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Guide to Search Engines

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Text Search:  General-Purpose DBMS vs. Specialty Search Engines

While there are exceptions to any rule, we generally favor building text search applications on top of general-purpose DBMS – such as Oracle or DB2 -- rather than specialty “search engines.”   

First of all, manageability concerns generally favor the general-purpose DBMS.  Every large enterprise has tools and procedures to manage DBMS, back up data, and so on.  Generally, it is safer and easier to extend this investment to some new applications and tables than it is to bring in a new specialty text database engine. 

Second, security is more flexible within a general-purpose DBMS.  Some of the most important applications of Web-style search are for the dissemination of technical or customer information, either internally or to an extranet.  Such information is in many cases proprietary and sensitive.  And it may be hard to do a great job of sorting out entitlements and permissions without a lot of hooks into human resources and/or customer information systems.  Indeed, many text search applications – both intranet and internet – would be much enhanced in utility if sensitive and not-so-sensitive information could be searched side-by-side.  And the best way to make that happen is with DBMS-based security.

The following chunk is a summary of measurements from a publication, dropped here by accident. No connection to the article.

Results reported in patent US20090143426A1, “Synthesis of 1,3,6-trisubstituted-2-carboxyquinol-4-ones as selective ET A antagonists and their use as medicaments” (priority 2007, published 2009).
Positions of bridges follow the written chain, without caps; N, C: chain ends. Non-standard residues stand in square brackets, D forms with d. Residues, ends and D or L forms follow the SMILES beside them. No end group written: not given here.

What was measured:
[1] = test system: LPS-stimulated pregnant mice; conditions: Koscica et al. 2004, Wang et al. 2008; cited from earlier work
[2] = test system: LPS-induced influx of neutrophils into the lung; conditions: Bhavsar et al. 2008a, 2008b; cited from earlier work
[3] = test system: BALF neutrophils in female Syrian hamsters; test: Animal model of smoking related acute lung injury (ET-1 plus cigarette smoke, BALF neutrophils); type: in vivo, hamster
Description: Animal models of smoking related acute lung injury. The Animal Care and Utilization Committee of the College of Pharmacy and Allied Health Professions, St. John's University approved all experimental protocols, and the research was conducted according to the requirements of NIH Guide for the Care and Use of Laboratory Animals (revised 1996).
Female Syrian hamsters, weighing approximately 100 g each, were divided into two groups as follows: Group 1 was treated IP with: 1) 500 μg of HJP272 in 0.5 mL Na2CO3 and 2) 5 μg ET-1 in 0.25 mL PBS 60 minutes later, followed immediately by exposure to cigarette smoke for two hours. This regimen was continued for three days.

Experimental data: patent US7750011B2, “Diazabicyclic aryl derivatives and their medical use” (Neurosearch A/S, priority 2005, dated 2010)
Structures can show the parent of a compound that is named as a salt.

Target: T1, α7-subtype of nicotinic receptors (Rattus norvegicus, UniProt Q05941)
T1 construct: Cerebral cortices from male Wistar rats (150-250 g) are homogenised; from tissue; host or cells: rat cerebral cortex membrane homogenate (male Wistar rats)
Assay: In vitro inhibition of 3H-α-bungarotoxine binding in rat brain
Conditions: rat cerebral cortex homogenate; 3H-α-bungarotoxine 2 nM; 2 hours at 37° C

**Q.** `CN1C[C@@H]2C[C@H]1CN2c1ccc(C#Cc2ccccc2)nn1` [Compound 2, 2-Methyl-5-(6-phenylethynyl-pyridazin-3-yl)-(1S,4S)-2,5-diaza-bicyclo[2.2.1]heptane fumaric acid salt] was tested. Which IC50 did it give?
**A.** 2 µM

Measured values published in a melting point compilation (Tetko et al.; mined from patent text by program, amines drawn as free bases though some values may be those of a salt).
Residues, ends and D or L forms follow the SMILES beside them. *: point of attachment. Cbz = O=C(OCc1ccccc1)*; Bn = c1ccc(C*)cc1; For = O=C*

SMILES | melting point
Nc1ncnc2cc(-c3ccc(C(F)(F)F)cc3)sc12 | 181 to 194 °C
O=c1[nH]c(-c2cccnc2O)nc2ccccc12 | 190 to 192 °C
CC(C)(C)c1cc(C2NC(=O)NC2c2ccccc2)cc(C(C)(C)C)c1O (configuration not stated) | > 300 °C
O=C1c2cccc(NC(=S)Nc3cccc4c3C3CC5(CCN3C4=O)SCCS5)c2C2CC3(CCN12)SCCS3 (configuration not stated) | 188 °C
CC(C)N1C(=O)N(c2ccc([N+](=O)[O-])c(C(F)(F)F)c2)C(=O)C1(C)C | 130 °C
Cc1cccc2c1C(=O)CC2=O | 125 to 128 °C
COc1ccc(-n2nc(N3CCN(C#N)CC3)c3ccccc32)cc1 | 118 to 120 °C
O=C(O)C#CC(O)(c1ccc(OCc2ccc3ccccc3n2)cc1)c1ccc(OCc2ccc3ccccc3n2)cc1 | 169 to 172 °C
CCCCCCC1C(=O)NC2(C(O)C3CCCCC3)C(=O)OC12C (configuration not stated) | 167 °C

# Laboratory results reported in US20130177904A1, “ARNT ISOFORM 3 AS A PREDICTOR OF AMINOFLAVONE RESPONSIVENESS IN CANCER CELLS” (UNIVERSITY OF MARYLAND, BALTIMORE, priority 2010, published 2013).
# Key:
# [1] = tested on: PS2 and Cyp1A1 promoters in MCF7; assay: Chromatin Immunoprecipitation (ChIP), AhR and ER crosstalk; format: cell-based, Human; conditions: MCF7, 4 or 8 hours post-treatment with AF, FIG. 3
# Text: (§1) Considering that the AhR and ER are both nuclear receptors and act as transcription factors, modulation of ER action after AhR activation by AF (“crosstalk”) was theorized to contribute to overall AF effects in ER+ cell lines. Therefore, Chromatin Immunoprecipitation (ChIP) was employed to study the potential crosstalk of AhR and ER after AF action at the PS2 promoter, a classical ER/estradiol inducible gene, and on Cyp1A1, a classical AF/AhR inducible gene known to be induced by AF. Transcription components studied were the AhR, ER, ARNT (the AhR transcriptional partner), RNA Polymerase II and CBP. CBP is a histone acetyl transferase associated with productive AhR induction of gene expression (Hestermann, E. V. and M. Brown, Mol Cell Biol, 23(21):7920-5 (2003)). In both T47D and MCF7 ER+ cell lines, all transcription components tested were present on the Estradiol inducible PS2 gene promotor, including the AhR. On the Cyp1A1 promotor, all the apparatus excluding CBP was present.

Security even aside, there simply are a lot of application areas in which text search is or should be tightly integrated with traditional RDBMS-based application functionality.  Examples include: 

  • Resume management

  • Knowledge management (specifically, the part of KM which works, namely finding internal experts in your enterprise)

  • Search-based navigation (think of

  • CRM of all kinds (comment fields on call reports, maintenance reports, etc.)

  • Product lifecycle management  

Meanwhile, the traditional reasons for preferring a specialty text engine to a general-purpose DBMS are largely obsolete.   Performance is usually a non-issue.  And while specialty products are rich with text-specific features, these are usually available in general-purpose DBMS as well.   

For more discussion of these issues, please see our section on text search. 



For more information, please contact Curt Monash or Linda Barlow.

To reach Monash Information Services by phone, please call 978-266-1815.



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Updated: 05/11/04